201120_cp1_news_dj cafo hearing

The Washington Department of Ecology is defending rules it set for dairies from attacks by environmental groups.

Washington’s battle over manure landed in an appeals court Tuesday, with a judge pressing the state Department of Ecology to explain why dairies aren’t forced to drill wells to check whether cow waste seeping from lagoons is polluting well water.

At stake are the terms of permits issued to concentrated animal feeding operations, or CAFOs. Environmental groups allege the terms are too weak to prevent nitrates from contaminating groundwater. High levels of nitrates in drinking water can be dangerous for humans, especially infants and pregnant women.

Picking up on one specific claim, Judge Linda Lee of the Court of Appeals Division II in Tacoma said she was baffled by the “complete absence of groundwater monitoring.”

Ecology attorney Phyllis Barney said tests would neither measure current conditions nor prevent pollution.

“What is in that groundwater today may be reflecting a practice that took place 10 years ago,” she said.

The case could eventually end up before the state Supreme Court and lay the groundwork for rules on storing and spreading manure, especially at the state’s 300 dairies. CAFOs are farms that confine livestock for at least 45 days in a year in an area where grass doesn’t grow.

The permits are voluntary, but following the terms provides farms some protection from fines and lawsuits. Ecology has issued 27 permits.

Ecology defends the permit conditions from attacks by anti-dairy groups.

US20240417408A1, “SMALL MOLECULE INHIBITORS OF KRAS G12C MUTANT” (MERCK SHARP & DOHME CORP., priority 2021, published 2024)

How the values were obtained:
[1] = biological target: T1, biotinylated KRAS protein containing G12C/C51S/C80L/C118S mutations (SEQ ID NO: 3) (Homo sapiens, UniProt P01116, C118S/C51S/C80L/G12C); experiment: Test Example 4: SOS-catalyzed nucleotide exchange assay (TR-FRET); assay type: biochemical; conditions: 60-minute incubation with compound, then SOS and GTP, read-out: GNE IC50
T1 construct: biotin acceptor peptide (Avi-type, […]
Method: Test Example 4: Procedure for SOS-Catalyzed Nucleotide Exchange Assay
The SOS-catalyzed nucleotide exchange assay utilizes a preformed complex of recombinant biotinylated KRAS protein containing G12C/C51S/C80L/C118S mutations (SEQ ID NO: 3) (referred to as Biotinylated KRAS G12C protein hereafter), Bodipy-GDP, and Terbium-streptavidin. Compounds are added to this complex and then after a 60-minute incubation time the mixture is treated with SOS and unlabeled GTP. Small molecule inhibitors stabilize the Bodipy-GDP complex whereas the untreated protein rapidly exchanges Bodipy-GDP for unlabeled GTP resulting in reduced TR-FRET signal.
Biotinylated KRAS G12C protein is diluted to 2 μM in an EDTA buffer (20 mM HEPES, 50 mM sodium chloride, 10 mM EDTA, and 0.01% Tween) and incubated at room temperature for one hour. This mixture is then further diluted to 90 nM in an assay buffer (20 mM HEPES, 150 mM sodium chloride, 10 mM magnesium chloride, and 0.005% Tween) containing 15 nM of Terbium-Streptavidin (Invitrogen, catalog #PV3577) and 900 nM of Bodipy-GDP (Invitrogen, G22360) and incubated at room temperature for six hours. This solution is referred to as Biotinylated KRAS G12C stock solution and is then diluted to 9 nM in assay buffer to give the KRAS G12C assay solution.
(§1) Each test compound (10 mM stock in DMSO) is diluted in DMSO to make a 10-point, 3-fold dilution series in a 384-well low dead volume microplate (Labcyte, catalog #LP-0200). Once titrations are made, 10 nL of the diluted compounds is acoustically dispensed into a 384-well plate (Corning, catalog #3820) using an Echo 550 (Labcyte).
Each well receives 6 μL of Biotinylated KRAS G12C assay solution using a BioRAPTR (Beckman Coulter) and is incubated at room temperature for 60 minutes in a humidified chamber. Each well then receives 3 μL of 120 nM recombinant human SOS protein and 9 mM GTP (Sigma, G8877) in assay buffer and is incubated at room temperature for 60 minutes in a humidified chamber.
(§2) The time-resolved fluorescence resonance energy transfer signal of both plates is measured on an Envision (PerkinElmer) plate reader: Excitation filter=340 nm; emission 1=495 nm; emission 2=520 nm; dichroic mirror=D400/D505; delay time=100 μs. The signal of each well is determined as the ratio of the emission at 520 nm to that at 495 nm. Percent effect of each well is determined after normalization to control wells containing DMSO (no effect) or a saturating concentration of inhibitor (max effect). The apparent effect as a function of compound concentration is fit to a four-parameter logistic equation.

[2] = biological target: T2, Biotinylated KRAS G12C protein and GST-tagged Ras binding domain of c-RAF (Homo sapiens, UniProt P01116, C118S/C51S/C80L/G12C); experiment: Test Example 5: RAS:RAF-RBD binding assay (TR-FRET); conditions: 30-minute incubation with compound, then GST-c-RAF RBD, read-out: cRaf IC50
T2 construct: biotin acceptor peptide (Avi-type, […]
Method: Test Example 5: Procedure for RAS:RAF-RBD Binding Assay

Critics falsely assume farmers won’t follow the rules and that a few large Yakima Valley dairies linked to groundwater pollution by the Environmental Protection Agency typify dairies statewide, according to Ecology.

The Washington State Dairy Federation and Washington Farm Bureau are appealing one provision that affects when Eastern Washington farmers can spread manure on fields in the spring.

A coalition of environmental groups, led by the Puget Soundkeeper Alliance, has more complaints and wants Ecology to start over.

They claim manure lagoons should have synthetic linings. Ecology says that would be prohibitively expensive and economically unreasonable.

Earthen lagoons built and maintained to Natural Resources Conservation Service standards will protect groundwater, according to Ecology.

The three-judge panel didn’t dwell on lagoon linings, but they did focus on monitoring groundwater, particularly Lee.

“How would you ever know if there is a groundwater contamination issue if the groundwater is never, ever monitored?” she asked.

Barney said the point of the permit was to prevent pollution, not document it. She also said testing wouldn’t necessarily pinpoint the source.

“What’s in the groundwater plume now may be affected by a facility that is upgradient but discharges to that same aquifer,” she said.

The permit sets conditions on spreading manure. Ecology adopted “T-Sum 200,” a formula to guide when plants are growing and taking up nutrients in the spring.

Beginning Jan. 1, average daily temperatures are recorded. Every celsius degree above freezing equals a unit. Once units total 200, manure can be spread.

The formula was developed in the United Kingdom and is fine for Western Washington’s similar climate, but won’t fit colder and drier Eastern Washington, the dairy federation and Farm Bureau argue.

Virginia Nicholson, attorney for the dairy federation and Farm Bureau, said T-sum 200 will yield inferior crops east of the Cascades.

“Our Eastern Washington dairy farmers firmly believe that if they have to wait until T-Sum 200 before they can apply fertilizer, they will not be able to adequately fertilize their crop,” she said.

The other environmental groups participating in the appeal are the Sierra Club, Waterkeeper Alliance, Center for Food Safety, Friends of Toppenish Creek and the Community Association for Restoration of the Environment.

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